The European Union is not only a common market, it is an union of common values that shape the European identity. These values include the rights, freedoms and principles laid out in the Charter of Fundamental Rights: the "indivisible, universal values of human dignity, freedom, equality and solidarity; [the Union] is based on the principles of democracy and the rule of law. It places the individual at the heart of its activities, by establishing the citizenship of the Union and by creating an area of freedom, security and justice."
The rights, freedoms and principles of the Union are criteria for accession of Member States and should be continuously respected in practice. However, there is no such a thing as a mechanism to enforce them when they come under attack.
Alarmed by the current deterioration in human rights and the populist and authoritarian drift in many EU Member States, the EESC believes that Article 51 of the EU’s Charter of Fundamental Rights should be amended so as to extend its scope beyond measures implementing EU law and make sure all provisions of the Charter are applicable in the Member States.
It also considers it vital to create a legally binding European mechanism, a framework actively involving the Commission, the Parliament and the Council and in which the EESC plays an important role representing civil society. This mechanism will complement the Commission's framework and the intergovernmental dialogue launched by the Council. This mechanism could be called the "new Copenhagen mechanism" and would be subject to democratic and judicial oversight. It should on a regular basis examine aspects such as legality, the hierarchy of norms, legal certainty, equality, non-discrimination, free access to justice and due process, prevention of abuse of the law and arbitrariness on the part of public authorities, separation of powers, respect and protection for political pluralism, minorities and social and sexual diversity, etc., respect for freedom of expression and of the press, with a view to identifying current shortcomings and calling for them to be remedied. The mechanism should be based on indicators that are themselves based on quantitative and qualitative data for indicators on the rule of law; indicators on the quality of democracy; indicators on the protection of fundamental rights. The Fundamental Rights Agency should explicitly be given the mandate to assist such a mechanism.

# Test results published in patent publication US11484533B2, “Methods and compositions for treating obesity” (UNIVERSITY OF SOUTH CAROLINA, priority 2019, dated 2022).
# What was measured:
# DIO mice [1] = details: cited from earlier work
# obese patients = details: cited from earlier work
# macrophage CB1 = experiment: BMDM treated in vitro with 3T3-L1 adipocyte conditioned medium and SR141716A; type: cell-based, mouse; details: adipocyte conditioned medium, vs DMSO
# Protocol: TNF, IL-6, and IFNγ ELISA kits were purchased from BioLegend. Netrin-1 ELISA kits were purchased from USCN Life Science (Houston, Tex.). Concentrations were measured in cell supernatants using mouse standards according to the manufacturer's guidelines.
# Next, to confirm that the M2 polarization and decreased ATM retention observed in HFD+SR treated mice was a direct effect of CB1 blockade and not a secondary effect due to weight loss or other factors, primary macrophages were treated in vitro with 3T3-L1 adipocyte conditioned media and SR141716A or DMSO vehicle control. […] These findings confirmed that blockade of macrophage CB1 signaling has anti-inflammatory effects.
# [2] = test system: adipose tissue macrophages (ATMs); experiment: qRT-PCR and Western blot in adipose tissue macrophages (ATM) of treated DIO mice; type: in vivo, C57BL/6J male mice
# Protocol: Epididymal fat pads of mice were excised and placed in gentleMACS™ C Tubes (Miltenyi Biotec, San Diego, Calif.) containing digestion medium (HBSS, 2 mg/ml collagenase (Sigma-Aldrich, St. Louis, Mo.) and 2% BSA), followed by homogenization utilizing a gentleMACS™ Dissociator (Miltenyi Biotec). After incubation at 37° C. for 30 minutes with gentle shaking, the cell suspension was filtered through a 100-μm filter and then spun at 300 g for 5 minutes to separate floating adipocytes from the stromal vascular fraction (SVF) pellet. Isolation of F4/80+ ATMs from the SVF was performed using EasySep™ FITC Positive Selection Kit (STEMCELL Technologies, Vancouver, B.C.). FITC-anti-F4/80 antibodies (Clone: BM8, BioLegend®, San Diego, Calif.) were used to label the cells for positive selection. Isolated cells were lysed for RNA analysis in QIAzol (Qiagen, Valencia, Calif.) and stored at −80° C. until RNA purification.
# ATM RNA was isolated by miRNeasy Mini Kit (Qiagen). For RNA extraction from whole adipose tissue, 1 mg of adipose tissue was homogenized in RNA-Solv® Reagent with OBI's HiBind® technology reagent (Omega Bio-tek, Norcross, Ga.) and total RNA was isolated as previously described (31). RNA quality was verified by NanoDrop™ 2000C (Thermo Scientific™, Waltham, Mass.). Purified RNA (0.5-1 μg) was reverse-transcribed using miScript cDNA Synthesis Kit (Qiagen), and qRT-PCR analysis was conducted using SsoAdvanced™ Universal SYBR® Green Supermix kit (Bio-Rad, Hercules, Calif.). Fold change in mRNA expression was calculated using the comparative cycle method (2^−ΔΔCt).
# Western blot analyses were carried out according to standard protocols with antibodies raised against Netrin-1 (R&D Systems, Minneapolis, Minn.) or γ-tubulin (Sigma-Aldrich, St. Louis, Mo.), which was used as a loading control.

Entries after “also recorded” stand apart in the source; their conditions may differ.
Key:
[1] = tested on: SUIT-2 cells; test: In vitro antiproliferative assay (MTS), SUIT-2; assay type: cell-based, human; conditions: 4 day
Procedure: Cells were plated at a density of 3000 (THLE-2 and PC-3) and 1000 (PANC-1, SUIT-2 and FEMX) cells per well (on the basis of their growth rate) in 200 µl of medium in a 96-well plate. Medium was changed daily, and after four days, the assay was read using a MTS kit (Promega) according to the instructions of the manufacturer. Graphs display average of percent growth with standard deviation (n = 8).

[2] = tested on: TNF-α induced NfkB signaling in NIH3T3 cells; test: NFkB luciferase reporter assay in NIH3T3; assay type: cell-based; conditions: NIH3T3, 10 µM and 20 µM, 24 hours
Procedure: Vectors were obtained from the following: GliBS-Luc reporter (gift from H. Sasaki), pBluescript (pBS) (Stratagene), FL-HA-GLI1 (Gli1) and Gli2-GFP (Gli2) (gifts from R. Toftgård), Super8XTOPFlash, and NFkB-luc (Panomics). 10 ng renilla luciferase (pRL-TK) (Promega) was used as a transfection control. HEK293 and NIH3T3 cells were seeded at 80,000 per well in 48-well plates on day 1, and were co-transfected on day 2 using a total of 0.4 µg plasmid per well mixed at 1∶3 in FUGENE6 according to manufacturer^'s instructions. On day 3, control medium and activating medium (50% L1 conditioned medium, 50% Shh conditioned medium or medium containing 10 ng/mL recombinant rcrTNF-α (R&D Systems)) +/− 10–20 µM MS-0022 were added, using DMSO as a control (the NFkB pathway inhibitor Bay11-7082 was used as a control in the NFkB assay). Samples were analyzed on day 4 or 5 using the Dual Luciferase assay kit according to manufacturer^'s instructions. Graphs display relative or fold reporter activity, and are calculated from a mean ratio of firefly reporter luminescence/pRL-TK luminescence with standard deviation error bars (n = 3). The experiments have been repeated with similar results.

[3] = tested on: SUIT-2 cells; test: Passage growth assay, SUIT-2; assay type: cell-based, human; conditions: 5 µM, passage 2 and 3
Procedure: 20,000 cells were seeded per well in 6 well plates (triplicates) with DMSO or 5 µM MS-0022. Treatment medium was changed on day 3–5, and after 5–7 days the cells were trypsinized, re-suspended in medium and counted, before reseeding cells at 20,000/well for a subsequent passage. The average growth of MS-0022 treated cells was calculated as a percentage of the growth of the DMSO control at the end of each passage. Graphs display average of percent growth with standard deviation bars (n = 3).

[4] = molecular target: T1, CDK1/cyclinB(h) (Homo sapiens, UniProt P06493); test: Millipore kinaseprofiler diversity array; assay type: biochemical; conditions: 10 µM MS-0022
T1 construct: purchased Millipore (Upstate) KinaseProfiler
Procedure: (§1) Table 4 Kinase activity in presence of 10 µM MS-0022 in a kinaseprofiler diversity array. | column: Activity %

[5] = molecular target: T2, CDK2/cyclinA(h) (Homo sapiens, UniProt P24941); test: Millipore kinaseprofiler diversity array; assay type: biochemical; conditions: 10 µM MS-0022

Increased dialogue and cooperation at EU level: a new Pact for Democracy
The EESC proposes the adoption of a shared approach by the three main EU institutions (Commission, Council and Parliament). Dialogue and cooperation between the institutions are essential for such an important issue. But dialogue with civil society organisations is also crucial, as they play a key role in the defense of democratic values.
In this context, the proposal to conclude an EU Pact for Democracy, the Rule of Law and Fundamental Rights (DRF) in the form of an interinstitutional agreement is welcomed by the EESC. It will facilitate the cooperation of institutions of the Union and its Member States and launch an annual policy cycle with the aim of ensuring a common and coherent approach in the EU.
The EESC supports the implementation of such a pact and is committed to participate in its preparation by possibly setting up a permanent group to organise hearings with civil society and draft opinions and reports in this regard. The EESC, together with civil society organisations, could also organise an annual forum to review the situation of democracy, the rule of law and fundamental rights, and could draw up proposals and recommendations to be forwarded to the Commission, the Council and the Parliament. The Committee proposes also to cooperate with the other institutions in the drafting of impact assessments.